I have a fondness for Victorian follies. Imagine having so much money that nothing pleases you more than to spend it on a building no one can live, work or create in? Well, possibly you could do all three, but with gaping windows and nothing to prevent gale winds whistling through, Solomon’s Temple on Grin Low Hill in Buxton would not be the ideal spot to focus on anything other than the outstanding views.
I also love the fact that this Grade II-listed, 20ft-high edifice is so blatant about it purposelessness that it’s actually defined as a folly. While some claim it was named afterSolomon’s Temple in Jerusalem, others say it replaced the ruins of a tower built by Solomon Mycock, a local farmer and landowner, and is named for him.
Other intriguing details include the fact that it sits atop of Bronze Age barrow, where several skeletons were unearthed when it was built in 1894.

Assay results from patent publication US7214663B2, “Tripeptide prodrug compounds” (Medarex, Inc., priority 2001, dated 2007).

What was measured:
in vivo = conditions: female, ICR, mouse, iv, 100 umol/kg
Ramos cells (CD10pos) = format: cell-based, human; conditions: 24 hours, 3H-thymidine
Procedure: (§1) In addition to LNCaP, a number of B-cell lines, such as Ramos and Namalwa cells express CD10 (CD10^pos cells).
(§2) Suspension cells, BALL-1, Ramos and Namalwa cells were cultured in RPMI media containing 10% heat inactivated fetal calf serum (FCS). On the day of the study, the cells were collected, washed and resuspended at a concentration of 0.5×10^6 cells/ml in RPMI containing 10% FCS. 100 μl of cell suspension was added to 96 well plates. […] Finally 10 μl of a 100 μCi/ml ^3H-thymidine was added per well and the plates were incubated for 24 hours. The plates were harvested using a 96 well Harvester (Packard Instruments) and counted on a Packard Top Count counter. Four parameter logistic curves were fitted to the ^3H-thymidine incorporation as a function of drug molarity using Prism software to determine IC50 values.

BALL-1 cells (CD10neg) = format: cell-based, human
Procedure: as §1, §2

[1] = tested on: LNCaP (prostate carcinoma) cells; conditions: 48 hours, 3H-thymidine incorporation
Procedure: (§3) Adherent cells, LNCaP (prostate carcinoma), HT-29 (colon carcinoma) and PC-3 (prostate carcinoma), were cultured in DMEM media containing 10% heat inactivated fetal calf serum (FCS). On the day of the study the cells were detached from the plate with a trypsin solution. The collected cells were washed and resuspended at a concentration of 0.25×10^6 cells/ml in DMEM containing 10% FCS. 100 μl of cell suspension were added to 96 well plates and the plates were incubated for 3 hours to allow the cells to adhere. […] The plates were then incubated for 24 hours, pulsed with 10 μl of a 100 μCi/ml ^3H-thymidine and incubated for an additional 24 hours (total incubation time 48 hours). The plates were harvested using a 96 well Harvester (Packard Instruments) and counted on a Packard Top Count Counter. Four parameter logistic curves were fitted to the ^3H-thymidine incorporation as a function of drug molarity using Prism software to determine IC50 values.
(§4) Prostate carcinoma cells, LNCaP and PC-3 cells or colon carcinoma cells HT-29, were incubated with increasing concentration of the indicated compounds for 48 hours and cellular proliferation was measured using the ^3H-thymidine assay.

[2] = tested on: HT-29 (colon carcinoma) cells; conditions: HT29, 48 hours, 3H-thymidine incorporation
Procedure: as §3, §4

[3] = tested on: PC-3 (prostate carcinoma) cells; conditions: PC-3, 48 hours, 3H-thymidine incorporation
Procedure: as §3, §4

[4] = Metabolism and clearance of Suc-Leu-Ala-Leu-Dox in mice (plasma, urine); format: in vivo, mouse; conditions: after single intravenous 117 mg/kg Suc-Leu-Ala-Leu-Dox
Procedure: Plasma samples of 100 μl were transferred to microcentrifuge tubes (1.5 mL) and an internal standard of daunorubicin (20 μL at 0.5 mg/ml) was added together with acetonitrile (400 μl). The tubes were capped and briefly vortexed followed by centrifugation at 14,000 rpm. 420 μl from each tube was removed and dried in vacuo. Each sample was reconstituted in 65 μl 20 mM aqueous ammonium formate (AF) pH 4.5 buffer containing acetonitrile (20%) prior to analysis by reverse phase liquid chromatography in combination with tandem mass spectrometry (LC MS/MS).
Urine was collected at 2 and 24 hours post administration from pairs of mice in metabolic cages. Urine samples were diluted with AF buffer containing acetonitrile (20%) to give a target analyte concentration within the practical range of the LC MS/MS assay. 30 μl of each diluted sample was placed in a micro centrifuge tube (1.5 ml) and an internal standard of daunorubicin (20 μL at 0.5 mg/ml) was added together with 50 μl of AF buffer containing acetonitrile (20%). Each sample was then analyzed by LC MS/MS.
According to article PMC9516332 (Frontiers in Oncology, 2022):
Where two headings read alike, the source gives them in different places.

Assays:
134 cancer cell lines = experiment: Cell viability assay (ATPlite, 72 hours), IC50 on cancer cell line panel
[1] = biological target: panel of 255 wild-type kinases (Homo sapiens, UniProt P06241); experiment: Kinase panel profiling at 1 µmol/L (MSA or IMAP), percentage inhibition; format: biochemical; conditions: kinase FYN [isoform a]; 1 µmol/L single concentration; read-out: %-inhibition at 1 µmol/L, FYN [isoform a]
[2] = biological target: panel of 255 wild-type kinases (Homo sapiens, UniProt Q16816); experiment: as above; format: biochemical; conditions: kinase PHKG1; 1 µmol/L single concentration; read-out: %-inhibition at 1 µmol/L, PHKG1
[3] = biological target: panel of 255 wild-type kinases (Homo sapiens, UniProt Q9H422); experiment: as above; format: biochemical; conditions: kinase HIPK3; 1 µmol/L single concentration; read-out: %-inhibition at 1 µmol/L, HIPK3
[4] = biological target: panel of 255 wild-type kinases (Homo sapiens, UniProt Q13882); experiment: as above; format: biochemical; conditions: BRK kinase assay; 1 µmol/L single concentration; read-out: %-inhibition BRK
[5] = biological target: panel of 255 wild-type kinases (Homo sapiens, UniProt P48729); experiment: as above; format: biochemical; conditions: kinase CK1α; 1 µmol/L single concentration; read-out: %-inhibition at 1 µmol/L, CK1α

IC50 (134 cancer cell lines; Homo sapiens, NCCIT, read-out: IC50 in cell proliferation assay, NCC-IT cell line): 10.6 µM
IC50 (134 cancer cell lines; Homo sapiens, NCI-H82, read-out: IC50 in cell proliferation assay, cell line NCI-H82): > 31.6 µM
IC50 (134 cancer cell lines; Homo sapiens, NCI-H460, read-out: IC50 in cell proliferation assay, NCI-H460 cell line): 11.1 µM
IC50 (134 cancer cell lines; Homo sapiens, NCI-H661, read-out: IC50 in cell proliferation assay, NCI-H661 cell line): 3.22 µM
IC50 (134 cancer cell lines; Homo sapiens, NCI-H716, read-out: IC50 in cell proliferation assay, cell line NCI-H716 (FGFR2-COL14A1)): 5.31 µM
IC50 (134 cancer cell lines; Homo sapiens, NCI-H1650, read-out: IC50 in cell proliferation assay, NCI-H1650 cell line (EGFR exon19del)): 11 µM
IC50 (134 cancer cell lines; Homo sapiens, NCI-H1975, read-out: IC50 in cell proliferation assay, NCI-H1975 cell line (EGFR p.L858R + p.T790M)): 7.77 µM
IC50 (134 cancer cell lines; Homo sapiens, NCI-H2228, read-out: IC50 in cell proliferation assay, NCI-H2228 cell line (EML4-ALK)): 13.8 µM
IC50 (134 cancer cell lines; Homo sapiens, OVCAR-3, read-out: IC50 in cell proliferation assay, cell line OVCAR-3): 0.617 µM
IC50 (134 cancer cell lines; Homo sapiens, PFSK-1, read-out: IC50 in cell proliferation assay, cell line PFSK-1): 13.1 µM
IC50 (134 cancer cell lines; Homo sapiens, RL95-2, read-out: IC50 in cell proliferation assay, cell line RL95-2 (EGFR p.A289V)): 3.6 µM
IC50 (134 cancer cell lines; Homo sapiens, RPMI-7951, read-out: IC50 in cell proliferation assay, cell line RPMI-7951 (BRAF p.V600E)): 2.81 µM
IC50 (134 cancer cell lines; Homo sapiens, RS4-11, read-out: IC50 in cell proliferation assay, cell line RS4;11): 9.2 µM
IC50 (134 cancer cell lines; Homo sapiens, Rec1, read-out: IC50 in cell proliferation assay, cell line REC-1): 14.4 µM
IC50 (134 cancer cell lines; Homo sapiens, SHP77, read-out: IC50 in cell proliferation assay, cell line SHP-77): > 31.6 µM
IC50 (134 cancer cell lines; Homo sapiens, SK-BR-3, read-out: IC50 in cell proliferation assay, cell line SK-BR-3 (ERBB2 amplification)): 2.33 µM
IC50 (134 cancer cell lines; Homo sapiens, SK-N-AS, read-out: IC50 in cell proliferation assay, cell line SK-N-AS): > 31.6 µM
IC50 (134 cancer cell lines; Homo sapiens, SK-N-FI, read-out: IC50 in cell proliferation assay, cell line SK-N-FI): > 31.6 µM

When I visited, the interior was puddled with cow dung. A winding staircase leads up to the tower’s viewing platform.
Imagine being the person who commissioned this folly. What prompted their need for this hillside statement? Who did they want to impress?
Who designed it? What criteria were they attempting to meet?
Any why build it on top of a Bronze Age burial chamber?
So many directions you could rattle off in from this curious construction!
If you write or create something inspired by water, please send an email to judydarley (at) icloud.com to let me know. With your permission, I might publish it on SkyLightRain.com.